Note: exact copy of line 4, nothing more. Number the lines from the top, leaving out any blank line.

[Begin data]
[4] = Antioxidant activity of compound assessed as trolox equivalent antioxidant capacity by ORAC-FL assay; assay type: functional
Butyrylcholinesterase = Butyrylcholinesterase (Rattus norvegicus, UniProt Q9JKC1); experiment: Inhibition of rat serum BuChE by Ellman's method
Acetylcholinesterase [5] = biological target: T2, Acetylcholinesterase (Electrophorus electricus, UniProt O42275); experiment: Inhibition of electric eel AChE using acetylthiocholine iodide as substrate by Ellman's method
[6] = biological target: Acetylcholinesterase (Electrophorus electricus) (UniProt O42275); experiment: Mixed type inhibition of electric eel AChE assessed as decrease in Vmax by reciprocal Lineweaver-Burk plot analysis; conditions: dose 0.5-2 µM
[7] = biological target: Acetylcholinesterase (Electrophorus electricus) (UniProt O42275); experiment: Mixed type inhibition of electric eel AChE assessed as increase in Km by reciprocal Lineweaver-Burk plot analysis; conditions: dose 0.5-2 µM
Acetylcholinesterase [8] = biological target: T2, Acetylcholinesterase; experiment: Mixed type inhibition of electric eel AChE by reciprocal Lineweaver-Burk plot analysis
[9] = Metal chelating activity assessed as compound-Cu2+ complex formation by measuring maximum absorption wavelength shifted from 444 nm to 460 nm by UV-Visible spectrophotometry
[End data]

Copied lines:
[6] = biological target: Acetylcholinesterase (Electrophorus electricus) (UniProt O42275); experiment: Mixed type inhibition of electric eel AChE assessed as decrease in Vmax by reciprocal Lineweaver-Burk plot analysis; conditions: dose 0.5-2 µM